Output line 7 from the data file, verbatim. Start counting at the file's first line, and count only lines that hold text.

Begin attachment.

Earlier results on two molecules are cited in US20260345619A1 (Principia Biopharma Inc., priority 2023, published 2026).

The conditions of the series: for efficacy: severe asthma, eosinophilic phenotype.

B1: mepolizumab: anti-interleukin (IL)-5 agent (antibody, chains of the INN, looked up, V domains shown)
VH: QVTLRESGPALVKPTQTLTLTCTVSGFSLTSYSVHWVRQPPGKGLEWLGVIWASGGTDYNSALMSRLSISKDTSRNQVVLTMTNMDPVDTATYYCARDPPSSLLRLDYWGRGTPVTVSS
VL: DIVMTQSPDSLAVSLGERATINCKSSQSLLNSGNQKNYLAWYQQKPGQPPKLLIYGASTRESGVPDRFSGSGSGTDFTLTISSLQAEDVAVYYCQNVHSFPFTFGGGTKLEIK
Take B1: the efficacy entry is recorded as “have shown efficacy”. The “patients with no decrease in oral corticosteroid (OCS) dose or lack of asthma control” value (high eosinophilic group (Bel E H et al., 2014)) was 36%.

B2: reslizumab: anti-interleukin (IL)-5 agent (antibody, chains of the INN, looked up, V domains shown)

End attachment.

B2: reslizumab: anti-interleukin (IL)-5 agent (antibody, chains of the INN, looked up, V domains shown)